It’s been a crazy year. Whether it was a nazi versus juggalo rally in Washington, DC, or whether it was literally anything that Trump tweeted, every day has been completely surreal.
But what’s been more surprising than anything else is how we’ve coped. We’ve gotten angry, in the form of protests, and we’ve gotten sad, in the form of quiet commiseration, but more than anything it seems that we’ve found resolve.
In the midst of horror and injustice and humiliation, we’ve found ways to assert the durability of our character. And in the face of those who seek to scare us into submission, and in the face of a brand of absurdity that poses an existential threat to humanity, we’ve laughed.
At times, these moments of what can almost be called joy have seemed inappropriate. Enjoying the absurdity, when the absurdity will have real negative consequences on peoples’ lives is a truly dark humour. But at other times, it has been inspirational. Watching people make joy for themselves and those sharing in their fight, even when things seem most dire, is a true testament to the human spirit.
And I think there’s something to be said for this remarkable durability: that we are more likely to win a war if we can make fighting the war bearable. If we can make it fun to show up and to speak out for good causes, without undermining the seriousness of those causes. If the struggle can be a celebration; a celebration of having found the company of those who are also willing to struggle. Because there is so much more work to be done: political work, policy work, social work, healing. There are generational wounds to be addressed, and there are generations worth of social infrastructure to develop to address the deeper issues that are responsible for the symptom flare-up that has been 2017.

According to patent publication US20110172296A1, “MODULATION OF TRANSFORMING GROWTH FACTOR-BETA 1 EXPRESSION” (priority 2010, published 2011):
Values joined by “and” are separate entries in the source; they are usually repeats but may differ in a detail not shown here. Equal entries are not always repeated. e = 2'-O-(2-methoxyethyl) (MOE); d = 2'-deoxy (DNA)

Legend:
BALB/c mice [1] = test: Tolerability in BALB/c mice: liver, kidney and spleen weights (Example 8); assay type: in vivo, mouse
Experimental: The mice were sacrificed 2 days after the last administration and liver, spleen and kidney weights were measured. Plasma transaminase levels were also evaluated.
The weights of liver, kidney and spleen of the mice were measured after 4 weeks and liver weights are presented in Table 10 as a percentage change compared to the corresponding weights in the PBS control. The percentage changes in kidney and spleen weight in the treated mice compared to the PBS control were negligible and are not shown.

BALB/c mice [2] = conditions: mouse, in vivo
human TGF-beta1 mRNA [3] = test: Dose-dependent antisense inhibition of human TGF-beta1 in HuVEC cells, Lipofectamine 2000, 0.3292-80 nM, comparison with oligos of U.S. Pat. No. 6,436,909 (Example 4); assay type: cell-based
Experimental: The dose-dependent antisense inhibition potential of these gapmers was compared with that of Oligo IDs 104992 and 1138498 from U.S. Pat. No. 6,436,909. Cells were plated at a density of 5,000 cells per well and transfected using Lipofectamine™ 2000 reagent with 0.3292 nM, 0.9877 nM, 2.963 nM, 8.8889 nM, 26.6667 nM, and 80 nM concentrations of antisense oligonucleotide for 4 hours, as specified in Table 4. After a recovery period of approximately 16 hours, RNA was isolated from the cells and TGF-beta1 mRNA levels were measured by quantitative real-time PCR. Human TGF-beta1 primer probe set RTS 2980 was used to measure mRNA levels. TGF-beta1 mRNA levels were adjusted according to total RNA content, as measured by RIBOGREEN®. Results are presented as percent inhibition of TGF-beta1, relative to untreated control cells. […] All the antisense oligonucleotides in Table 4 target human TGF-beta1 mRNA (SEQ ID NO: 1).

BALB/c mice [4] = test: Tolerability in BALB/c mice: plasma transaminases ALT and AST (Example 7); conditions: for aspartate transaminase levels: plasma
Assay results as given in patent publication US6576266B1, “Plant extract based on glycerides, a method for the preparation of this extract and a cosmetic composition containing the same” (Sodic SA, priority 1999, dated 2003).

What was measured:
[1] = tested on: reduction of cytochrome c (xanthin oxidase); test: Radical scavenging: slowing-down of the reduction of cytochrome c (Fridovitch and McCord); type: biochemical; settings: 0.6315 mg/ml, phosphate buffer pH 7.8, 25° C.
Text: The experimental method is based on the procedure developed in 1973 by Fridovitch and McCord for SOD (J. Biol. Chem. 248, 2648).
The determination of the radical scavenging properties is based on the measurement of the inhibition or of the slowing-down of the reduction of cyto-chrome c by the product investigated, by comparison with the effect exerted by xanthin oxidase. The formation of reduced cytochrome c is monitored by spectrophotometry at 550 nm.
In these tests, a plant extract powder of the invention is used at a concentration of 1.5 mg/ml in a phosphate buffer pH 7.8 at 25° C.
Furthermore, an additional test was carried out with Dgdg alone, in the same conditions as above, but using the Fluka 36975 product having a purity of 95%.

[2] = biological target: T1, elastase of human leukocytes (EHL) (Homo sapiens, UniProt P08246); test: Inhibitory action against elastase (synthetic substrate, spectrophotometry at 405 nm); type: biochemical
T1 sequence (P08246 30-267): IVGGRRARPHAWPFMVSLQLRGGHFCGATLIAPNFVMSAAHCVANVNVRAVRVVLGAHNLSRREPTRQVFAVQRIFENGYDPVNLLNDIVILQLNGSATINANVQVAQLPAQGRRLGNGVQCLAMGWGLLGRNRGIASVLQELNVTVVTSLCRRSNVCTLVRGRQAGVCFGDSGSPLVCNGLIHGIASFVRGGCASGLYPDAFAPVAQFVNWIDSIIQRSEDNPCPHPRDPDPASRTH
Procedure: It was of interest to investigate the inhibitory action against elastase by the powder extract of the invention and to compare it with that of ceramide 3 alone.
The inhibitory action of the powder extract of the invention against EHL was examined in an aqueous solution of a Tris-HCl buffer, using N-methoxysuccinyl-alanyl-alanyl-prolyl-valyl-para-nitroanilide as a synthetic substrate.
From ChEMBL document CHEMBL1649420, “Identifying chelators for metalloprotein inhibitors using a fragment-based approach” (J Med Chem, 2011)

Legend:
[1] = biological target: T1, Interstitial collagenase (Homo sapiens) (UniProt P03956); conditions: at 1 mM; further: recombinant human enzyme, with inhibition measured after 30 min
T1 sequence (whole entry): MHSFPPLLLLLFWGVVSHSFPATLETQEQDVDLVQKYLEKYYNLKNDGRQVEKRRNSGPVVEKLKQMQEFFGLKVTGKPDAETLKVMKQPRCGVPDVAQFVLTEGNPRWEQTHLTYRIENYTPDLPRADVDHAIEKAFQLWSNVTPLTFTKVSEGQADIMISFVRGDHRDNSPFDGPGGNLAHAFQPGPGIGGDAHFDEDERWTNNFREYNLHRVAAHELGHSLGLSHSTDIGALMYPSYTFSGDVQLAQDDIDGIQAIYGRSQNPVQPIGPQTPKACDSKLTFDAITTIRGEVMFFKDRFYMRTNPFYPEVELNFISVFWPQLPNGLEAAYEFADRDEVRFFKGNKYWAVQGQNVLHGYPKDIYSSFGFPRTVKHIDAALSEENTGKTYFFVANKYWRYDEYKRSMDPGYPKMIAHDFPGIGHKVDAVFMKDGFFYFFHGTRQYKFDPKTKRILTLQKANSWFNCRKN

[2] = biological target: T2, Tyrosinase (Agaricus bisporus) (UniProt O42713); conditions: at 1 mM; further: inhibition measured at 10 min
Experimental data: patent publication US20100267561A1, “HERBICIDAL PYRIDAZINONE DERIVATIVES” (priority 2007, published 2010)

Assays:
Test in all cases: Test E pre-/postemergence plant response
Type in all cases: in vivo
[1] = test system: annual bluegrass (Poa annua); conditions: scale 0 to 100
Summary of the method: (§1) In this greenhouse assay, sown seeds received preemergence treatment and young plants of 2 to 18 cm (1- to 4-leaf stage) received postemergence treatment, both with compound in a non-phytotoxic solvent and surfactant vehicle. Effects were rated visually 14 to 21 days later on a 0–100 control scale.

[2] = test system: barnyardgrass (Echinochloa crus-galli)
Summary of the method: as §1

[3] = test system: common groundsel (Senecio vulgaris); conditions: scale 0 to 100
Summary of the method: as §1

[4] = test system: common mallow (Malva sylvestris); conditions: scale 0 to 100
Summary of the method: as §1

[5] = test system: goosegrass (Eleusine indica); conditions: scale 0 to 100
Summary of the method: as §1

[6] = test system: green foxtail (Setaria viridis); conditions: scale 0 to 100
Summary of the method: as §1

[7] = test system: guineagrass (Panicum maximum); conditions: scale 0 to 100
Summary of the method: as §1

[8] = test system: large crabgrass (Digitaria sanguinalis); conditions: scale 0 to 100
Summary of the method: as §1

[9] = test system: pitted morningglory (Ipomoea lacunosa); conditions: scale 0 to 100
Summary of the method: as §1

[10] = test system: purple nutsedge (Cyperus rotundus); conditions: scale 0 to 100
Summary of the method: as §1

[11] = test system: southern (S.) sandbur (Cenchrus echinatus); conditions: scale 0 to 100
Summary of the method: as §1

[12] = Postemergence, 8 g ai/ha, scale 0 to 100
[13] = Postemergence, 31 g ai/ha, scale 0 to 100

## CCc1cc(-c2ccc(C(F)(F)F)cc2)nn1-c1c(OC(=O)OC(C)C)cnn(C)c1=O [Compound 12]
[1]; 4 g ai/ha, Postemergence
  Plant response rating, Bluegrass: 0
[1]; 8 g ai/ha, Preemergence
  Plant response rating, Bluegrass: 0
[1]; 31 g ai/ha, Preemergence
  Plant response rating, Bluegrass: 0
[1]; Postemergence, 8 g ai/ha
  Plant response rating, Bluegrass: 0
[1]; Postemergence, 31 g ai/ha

We need to find ways to make doing this difficult work sustainable. We need to find a way of making this work more energizing more of the time than it is draining. We need to keep finding ways of both enduring and confronting a sustained assault on everything that we hold dear with a bright and vibrant spirit. This will serve not only to prove our durability and resolve to others; it will ensure we don’t lose ourselves – and lose sight of our values and goals in the process – to despair.
Posted in: Progress